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Find Your Tribe… Love Them Hard!

silhouette of four people against sun background
Photo by Dennis Magati on Pexels.com

Ever since I started my social media course last September, I have had many experiences of  ‘women tribes’.  They have come in many forms… course cohorts, networking groups, and workshops.

What I’m talking about here isn’t my usual group of friends… not my ‘girls’ that have known me forever, who have seen me at my best and my worst (which was probably face down pissed up on a pavement in Newquay!).  These are women I have never met before, who sometimes live in different parts of the country, come from different walks of life but all thrown together for the same cause.

As you may have read in previous blogs, I have recently started a course involving mindset and how you can up-level your business by getting over your fears and negative thoughts.  Last week our cohort of nine, plus our mentor Andrea, had our first Zoom meeting – posh term for ‘a meeting over the internet’!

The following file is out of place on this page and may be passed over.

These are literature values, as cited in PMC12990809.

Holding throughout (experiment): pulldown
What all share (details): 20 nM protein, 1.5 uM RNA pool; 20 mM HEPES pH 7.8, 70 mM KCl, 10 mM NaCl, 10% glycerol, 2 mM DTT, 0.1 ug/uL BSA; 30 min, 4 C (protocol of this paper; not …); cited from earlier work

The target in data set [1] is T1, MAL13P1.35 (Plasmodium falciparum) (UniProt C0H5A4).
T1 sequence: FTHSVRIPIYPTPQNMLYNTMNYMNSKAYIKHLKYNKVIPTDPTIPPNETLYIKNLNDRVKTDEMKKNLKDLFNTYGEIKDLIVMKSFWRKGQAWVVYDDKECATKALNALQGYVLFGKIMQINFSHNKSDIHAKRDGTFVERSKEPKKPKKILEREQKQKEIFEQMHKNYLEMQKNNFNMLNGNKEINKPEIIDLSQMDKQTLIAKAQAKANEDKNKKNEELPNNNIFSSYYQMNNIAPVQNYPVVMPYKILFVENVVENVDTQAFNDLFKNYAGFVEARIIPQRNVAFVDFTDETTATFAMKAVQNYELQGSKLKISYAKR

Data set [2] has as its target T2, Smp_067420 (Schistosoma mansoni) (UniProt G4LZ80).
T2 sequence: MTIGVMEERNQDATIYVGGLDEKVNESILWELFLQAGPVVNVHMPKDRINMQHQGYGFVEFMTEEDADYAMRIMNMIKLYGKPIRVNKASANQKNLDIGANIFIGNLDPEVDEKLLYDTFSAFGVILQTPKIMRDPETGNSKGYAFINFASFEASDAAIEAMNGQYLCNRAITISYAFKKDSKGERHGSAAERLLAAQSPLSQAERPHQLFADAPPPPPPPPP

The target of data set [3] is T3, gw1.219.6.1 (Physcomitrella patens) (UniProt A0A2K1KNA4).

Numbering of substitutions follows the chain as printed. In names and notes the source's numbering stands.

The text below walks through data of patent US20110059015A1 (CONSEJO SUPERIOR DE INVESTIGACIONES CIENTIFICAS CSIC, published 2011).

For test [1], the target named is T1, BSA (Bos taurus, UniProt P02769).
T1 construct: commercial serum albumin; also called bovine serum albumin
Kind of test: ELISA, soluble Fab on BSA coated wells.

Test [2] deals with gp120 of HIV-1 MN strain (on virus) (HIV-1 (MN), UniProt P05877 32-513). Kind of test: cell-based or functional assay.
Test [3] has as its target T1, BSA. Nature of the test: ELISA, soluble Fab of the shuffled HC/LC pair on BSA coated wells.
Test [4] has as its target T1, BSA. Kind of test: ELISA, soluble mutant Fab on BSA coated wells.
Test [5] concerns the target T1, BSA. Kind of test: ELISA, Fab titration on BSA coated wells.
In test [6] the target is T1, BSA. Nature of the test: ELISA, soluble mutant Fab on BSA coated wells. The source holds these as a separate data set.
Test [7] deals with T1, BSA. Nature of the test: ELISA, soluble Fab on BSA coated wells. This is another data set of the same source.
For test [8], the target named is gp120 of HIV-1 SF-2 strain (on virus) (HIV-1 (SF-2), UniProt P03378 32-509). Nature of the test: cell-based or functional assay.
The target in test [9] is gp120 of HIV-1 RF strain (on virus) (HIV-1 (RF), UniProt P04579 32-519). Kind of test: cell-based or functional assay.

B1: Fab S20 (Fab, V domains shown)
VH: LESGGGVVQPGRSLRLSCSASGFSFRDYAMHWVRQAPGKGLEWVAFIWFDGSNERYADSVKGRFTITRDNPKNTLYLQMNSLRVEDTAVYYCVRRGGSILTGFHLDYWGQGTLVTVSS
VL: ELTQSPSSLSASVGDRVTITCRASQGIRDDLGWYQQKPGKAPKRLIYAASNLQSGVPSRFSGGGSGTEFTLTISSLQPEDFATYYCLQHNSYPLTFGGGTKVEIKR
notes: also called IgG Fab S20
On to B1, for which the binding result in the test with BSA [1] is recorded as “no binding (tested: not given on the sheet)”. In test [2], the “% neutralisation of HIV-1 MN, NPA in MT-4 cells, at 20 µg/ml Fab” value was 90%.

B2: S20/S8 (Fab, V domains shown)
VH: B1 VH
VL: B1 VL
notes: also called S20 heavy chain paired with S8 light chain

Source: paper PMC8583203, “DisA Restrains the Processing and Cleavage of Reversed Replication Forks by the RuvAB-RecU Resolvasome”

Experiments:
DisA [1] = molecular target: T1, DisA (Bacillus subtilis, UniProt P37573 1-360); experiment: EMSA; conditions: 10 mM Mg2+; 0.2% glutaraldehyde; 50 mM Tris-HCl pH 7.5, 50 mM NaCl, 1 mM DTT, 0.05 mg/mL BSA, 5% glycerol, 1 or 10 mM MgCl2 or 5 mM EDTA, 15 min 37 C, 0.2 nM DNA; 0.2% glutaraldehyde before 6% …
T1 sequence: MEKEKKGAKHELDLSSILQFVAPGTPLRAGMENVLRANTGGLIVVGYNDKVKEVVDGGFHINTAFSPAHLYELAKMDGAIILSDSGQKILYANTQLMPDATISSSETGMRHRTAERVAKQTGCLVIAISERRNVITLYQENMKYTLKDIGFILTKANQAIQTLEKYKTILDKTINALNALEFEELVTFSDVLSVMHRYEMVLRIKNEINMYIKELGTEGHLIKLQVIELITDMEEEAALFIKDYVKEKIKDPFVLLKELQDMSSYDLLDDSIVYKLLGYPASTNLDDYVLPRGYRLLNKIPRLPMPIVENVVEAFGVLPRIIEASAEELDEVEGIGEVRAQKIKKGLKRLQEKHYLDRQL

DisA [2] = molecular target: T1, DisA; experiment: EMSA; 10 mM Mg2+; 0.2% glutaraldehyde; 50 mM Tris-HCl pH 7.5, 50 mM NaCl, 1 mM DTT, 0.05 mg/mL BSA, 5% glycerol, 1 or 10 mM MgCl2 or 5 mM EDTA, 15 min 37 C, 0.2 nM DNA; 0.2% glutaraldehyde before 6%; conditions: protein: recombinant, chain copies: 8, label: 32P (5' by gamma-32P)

The conversation involved how we got on with writing ‘Our Story’ (see previous blog)  and what our ‘Wins & Stretches’ have been this week.  What was so refreshing was to see how everyone was completely honest about how they were feeling. No pretence, no making out everything was great.  There were tears and fears laid out for all to see, and whilst there were apologies at first (we are British after all!) this vulnerability was so refreshing and gave us all permission to bear our feelings.  This is how you build trust within your ‘Tribe’.